(Adds response from Education Department in last paragraph.)
College groups are asking the incoming Biden administration to reverse recent rules they say threaten to dampen the prospects of international enrollment at U.S. colleges.
President-elect Joe Biden should withdraw rules proposed by the Trump administration that would limit the length of time international students can stay in the U.S. and that restrict access to H-1B visas, higher education lobby groups say.
They also want the incoming administration to maintain Optional Practical Training, a program that allows foreign students to work in the U.S. in their field of study after graduating.
The Association of Public and Land-grant Universities and the American Council on Education, the most influential lobby groups in Washington, made the recommendations in separate documents sent to the Biden transition team. The APLU released its policy priorities Monday; ACE sent a list of recommendations late last week.
The recommendations run a gamut of issues from international enrollment to sexual misconduct on campus, student loans and oversight of free inquiry on campus. Several of the priorities, like restoration of the Deferred Action for Childhood Arrivals program, have already been endorsed by Biden. But the lists point to a number of other actions he could take to reverse Trump’s higher ed policies.
The focus on regulations affecting foreign students in particular indicate colleges are concerned about international enrollment, which saw the biggest dropoff in 16 years even before the Covid-19 pandemic hit the U.S.
Colleges, along with business groups and tech firms, lobbied the Trump administration for months to avoid big cuts to the Optional Practical Training program. The program survived but uncertainty over its future “sent deeply harmful messages abroad and buoyed competitor countries in recruiting students away from the U.S.,” according to the APLU.
Now colleges warn that proposed Trump rules to limit international students’ duration of stay to a fixed time period, rather than allowing them to stay for their full length of studies, along with limits on H-1B visas, could further undermine international enrollment.
In addition to restoring DACA protections for undocumented students, the college groups said Biden should also rescind a rule issued by Education Secretary Betsy DeVos that restricted federal pandemic aid from going to those students.
The Biden transition team did not immediately respond to a request for comment on the recommendations.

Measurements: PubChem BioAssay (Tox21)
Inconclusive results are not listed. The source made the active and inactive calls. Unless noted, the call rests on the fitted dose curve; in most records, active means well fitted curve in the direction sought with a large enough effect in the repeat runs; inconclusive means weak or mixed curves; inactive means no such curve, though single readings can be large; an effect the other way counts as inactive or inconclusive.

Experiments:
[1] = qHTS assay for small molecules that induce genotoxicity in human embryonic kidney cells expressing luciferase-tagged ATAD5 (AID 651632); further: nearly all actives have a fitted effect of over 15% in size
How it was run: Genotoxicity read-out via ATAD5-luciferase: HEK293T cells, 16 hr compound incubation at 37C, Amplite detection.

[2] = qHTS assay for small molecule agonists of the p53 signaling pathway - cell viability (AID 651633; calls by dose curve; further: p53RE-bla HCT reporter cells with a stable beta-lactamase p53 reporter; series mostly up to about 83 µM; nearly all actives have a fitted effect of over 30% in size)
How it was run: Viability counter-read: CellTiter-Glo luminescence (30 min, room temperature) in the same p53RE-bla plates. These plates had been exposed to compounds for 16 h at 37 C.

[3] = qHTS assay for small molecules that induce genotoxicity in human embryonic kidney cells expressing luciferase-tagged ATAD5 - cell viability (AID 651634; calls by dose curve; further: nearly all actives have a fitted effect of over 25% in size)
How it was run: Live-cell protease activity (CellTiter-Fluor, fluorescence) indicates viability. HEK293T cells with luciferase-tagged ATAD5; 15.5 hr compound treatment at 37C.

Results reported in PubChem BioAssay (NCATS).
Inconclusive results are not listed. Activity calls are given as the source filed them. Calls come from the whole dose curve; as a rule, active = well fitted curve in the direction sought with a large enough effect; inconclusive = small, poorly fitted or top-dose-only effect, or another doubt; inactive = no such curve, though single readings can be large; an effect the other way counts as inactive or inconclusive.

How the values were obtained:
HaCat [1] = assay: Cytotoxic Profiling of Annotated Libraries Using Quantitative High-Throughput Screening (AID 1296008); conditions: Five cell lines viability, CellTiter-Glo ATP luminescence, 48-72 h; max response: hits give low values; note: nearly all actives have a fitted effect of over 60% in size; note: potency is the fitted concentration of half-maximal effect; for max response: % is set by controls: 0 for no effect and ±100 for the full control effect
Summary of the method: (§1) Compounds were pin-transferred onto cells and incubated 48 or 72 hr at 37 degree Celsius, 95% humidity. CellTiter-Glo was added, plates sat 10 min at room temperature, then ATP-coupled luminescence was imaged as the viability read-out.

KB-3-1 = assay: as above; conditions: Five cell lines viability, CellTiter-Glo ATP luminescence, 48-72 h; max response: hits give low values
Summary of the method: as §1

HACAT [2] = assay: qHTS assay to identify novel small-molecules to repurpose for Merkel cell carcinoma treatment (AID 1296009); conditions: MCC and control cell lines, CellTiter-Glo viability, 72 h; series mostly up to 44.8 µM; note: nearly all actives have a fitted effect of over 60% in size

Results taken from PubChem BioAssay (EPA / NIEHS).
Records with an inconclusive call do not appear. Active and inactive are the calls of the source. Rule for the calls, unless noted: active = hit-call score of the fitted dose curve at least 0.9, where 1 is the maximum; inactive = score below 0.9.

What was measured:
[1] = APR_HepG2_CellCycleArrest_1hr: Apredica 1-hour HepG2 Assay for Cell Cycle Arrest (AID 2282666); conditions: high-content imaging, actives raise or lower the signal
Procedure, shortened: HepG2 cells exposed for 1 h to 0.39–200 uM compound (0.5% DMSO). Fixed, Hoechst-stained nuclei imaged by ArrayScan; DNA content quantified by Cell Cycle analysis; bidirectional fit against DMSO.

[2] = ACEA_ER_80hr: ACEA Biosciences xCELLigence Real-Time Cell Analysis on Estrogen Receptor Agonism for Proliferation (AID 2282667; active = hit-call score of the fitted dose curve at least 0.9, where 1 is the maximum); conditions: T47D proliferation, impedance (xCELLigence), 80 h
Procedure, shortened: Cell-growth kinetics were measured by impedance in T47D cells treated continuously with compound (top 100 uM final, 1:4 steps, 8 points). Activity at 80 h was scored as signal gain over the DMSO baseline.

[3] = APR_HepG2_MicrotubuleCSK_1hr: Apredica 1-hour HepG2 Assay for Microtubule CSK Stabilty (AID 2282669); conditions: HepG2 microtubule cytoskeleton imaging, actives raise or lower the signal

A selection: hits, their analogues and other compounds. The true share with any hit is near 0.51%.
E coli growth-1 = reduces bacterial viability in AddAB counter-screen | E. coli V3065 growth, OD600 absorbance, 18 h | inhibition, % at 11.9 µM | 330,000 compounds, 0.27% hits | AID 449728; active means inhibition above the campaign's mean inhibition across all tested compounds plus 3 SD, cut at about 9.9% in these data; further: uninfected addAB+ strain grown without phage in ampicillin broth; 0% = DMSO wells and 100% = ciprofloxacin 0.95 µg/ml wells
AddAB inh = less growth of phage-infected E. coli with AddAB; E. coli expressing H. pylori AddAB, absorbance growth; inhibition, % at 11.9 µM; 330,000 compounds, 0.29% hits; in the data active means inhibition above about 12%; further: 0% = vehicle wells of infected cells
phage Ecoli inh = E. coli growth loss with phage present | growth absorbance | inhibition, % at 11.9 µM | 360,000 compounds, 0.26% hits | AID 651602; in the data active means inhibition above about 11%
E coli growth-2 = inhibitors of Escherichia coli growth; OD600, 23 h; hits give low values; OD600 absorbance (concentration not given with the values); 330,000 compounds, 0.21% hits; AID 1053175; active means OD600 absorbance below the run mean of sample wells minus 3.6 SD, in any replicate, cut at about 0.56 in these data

Investigations of Colleges
Colleges also want a reset on the Education Department’s recent focus on foreign funding at U.S. colleges. Over the past year, the agency has opened investigations into at least 12 colleges—including Georgetown, Stanford and the University of Texas System—over failures to report foreign gifts or contracts worth more than $250,000, as required by the Higher Education Act.
The APLU said the Biden administration should immediately end the “unnecessarily adversarial” investigations. ACE said it should also end an investigation into systemic racism at Princeton University opened after the school’s president acknowledged in an open letter past failures involving race at the campus.
Both groups called for scrapping a Trump executive order on race and sex stereotyping, which they say has chilled diversity training programs.
The recommendations also said the Biden administration should tweak a Title IX campus sexual misconduct rule issued by DeVos. In addition the groups endorsed negotiated rulemaking to issue new regulations on borrower defense and gainful employment regulations to protect students from poor quality college programs. DeVos overhauled the Obama borrower defense rule in regulations issued earlier this year and rescinded gainful employment regulations.
Angela Morabito, a spokeswoman for the Education Department, said complacency of past administrations in tracking foreign funding to colleges “essentially allowed institutions to form covert financial ties with adversarial foreign nations.” She said undoing the Trump administration’s Title IX rule would be a “policy misstep, and a step backward for all students.”
To contact the reporter on this story: Andrew Kreighbaum in Washington at email@example.com